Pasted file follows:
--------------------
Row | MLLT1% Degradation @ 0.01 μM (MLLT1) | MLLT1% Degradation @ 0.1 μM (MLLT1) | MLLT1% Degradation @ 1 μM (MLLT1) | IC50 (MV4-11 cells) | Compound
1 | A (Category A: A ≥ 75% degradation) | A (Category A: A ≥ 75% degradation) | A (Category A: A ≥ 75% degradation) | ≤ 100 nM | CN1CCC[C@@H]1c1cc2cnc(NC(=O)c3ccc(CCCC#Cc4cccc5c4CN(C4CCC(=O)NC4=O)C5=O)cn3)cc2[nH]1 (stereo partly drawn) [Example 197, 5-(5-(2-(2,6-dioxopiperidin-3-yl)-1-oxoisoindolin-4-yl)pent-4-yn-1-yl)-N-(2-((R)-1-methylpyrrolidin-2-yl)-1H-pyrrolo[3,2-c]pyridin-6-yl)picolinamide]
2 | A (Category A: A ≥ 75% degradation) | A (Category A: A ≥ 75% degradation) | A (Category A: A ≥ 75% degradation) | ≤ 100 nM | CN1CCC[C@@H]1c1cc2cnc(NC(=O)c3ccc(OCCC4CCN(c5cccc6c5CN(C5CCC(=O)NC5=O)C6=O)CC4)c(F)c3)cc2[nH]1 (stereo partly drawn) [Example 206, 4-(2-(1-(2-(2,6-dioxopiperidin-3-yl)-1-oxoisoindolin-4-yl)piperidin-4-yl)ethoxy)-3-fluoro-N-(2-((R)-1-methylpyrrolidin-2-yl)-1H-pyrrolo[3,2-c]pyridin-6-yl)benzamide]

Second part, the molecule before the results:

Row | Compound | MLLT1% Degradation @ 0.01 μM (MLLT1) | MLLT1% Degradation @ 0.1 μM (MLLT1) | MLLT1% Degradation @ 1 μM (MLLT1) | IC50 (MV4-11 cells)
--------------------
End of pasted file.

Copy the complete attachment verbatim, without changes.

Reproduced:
Row | MLLT1% Degradation @ 0.01 μM (MLLT1) | MLLT1% Degradation @ 0.1 μM (MLLT1) | MLLT1% Degradation @ 1 μM (MLLT1) | IC50 (MV4-11 cells) | Compound
1 | A (Category A: A ≥ 75% degradation) | A (Category A: A ≥ 75% degradation) | A (Category A: A ≥ 75% degradation) | ≤ 100 nM | CN1CCC[C@@H]1c1cc2cnc(NC(=O)c3ccc(CCCC#Cc4cccc5c4CN(C4CCC(=O)NC4=O)C5=O)cn3)cc2[nH]1 (stereo partly drawn) [Example 197, 5-(5-(2-(2,6-dioxopiperidin-3-yl)-1-oxoisoindolin-4-yl)pent-4-yn-1-yl)-N-(2-((R)-1-methylpyrrolidin-2-yl)-1H-pyrrolo[3,2-c]pyridin-6-yl)picolinamide]
2 | A (Category A: A ≥ 75% degradation) | A (Category A: A ≥ 75% degradation) | A (Category A: A ≥ 75% degradation) | ≤ 100 nM | CN1CCC[C@@H]1c1cc2cnc(NC(=O)c3ccc(OCCC4CCN(c5cccc6c5CN(C5CCC(=O)NC5=O)C6=O)CC4)c(F)c3)cc2[nH]1 (stereo partly drawn) [Example 206, 4-(2-(1-(2-(2,6-dioxopiperidin-3-yl)-1-oxoisoindolin-4-yl)piperidin-4-yl)ethoxy)-3-fluoro-N-(2-((R)-1-methylpyrrolidin-2-yl)-1H-pyrrolo[3,2-c]pyridin-6-yl)benzamide]

Second part, the molecule before the results:

Row | Compound | MLLT1% Degradation @ 0.01 μM (MLLT1) | MLLT1% Degradation @ 0.1 μM (MLLT1) | MLLT1% Degradation @ 1 μM (MLLT1) | IC50 (MV4-11 cells)